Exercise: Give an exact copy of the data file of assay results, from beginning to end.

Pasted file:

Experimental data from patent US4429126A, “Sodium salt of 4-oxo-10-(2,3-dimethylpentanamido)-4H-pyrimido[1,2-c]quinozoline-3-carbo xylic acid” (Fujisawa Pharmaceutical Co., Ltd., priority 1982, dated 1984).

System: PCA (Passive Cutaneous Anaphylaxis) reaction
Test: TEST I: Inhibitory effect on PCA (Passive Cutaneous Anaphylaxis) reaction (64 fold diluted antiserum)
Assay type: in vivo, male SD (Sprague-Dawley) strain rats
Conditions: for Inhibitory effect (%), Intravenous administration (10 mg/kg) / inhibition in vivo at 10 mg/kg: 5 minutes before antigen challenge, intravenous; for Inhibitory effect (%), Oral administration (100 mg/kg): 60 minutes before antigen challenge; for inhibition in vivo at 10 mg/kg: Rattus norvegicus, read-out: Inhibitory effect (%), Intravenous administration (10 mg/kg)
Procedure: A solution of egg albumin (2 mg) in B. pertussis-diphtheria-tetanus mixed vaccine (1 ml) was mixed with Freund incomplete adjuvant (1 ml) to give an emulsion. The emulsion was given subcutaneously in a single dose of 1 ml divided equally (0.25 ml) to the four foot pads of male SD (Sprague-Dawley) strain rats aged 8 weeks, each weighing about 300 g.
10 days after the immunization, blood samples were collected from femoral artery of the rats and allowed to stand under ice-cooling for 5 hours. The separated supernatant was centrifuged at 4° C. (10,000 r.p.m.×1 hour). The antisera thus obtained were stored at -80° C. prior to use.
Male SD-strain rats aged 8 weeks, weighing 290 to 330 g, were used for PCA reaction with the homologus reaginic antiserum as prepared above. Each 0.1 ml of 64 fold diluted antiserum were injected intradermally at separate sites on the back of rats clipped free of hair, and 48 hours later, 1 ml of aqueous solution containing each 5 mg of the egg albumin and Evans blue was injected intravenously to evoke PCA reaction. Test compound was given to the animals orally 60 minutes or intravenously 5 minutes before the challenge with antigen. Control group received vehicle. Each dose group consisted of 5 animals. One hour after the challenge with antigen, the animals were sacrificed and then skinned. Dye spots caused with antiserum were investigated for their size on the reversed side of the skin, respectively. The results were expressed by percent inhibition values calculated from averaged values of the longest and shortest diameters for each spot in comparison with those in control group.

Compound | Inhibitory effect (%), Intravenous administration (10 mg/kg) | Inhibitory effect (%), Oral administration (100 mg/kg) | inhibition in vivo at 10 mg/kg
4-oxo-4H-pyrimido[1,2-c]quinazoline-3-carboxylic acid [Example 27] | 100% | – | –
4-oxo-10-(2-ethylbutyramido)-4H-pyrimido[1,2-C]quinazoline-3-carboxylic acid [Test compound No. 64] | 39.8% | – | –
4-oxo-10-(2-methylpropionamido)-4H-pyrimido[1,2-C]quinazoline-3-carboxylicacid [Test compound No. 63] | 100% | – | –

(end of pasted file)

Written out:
Experimental data from patent US4429126A, “Sodium salt of 4-oxo-10-(2,3-dimethylpentanamido)-4H-pyrimido[1,2-c]quinozoline-3-carbo xylic acid” (Fujisawa Pharmaceutical Co., Ltd., priority 1982, dated 1984).

System: PCA (Passive Cutaneous Anaphylaxis) reaction
Test: TEST I: Inhibitory effect on PCA (Passive Cutaneous Anaphylaxis) reaction (64 fold diluted antiserum)
Assay type: in vivo, male SD (Sprague-Dawley) strain rats
Conditions: for Inhibitory effect (%), Intravenous administration (10 mg/kg) / inhibition in vivo at 10 mg/kg: 5 minutes before antigen challenge, intravenous; for Inhibitory effect (%), Oral administration (100 mg/kg): 60 minutes before antigen challenge; for inhibition in vivo at 10 mg/kg: Rattus norvegicus, read-out: Inhibitory effect (%), Intravenous administration (10 mg/kg)
Procedure: A solution of egg albumin (2 mg) in B. pertussis-diphtheria-tetanus mixed vaccine (1 ml) was mixed with Freund incomplete adjuvant (1 ml) to give an emulsion. The emulsion was given subcutaneously in a single dose of 1 ml divided equally (0.25 ml) to the four foot pads of male SD (Sprague-Dawley) strain rats aged 8 weeks, each weighing about 300 g.
10 days after the immunization, blood samples were collected from femoral artery of the rats and allowed to stand under ice-cooling for 5 hours. The separated supernatant was centrifuged at 4° C. (10,000 r.p.m.×1 hour). The antisera thus obtained were stored at -80° C. prior to use.
Male SD-strain rats aged 8 weeks, weighing 290 to 330 g, were used for PCA reaction with the homologus reaginic antiserum as prepared above. Each 0.1 ml of 64 fold diluted antiserum were injected intradermally at separate sites on the back of rats clipped free of hair, and 48 hours later, 1 ml of aqueous solution containing each 5 mg of the egg albumin and Evans blue was injected intravenously to evoke PCA reaction. Test compound was given to the animals orally 60 minutes or intravenously 5 minutes before the challenge with antigen. Control group received vehicle. Each dose group consisted of 5 animals. One hour after the challenge with antigen, the animals were sacrificed and then skinned. Dye spots caused with antiserum were investigated for their size on the reversed side of the skin, respectively. The results were expressed by percent inhibition values calculated from averaged values of the longest and shortest diameters for each spot in comparison with those in control group.

Compound | Inhibitory effect (%), Intravenous administration (10 mg/kg) | Inhibitory effect (%), Oral administration (100 mg/kg) | inhibition in vivo at 10 mg/kg
4-oxo-4H-pyrimido[1,2-c]quinazoline-3-carboxylic acid [Example 27] | 100% | – | –
4-oxo-10-(2-ethylbutyramido)-4H-pyrimido[1,2-C]quinazoline-3-carboxylic acid [Test compound No. 64] | 39.8% | – | –
4-oxo-10-(2-methylpropionamido)-4H-pyrimido[1,2-C]quinazoline-3-carboxylicacid [Test compound No. 63] | 100% | – | –